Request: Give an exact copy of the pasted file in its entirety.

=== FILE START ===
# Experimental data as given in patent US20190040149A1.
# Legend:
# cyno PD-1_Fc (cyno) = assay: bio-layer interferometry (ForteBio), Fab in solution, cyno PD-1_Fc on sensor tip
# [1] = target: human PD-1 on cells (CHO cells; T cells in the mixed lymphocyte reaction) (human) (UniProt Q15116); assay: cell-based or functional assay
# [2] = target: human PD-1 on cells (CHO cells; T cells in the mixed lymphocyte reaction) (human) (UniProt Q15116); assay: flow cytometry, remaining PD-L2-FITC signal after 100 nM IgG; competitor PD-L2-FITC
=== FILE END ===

# Experimental data as given in patent US20190040149A1.
# Legend:
# cyno PD-1_Fc (cyno) = assay: bio-layer interferometry (ForteBio), Fab in solution, cyno PD-1_Fc on sensor tip
# [1] = target: human PD-1 on cells (CHO cells; T cells in the mixed lymphocyte reaction) (human) (UniProt Q15116); assay: cell-based or functional assay
# [2] = target: human PD-1 on cells (CHO cells; T cells in the mixed lymphocyte reaction) (human) (UniProt Q15116); assay: flow cytometry, remaining PD-L2-FITC signal after 100 nM IgG; competitor PD-L2-FITC